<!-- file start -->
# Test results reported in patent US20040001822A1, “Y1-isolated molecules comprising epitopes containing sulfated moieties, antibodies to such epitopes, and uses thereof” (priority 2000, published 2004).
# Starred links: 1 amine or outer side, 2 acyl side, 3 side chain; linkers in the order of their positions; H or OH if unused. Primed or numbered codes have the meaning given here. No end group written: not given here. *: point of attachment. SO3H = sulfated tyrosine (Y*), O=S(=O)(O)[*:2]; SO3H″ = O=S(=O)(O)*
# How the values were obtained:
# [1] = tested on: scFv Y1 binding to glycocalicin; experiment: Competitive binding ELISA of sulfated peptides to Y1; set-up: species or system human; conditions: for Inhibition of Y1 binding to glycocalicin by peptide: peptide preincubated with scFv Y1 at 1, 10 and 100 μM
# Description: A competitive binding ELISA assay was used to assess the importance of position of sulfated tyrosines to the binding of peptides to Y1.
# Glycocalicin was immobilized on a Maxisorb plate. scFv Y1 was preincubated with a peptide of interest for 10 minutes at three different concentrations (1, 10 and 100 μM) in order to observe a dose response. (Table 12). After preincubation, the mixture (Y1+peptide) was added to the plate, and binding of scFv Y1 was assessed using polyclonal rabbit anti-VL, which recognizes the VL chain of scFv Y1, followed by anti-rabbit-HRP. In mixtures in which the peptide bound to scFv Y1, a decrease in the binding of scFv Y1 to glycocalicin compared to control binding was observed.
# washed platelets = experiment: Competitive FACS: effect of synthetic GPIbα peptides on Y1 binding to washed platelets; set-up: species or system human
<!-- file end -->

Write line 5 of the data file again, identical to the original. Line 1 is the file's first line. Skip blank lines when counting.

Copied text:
# Description: A competitive binding ELISA assay was used to assess the importance of position of sulfated tyrosines to the binding of peptides to Y1.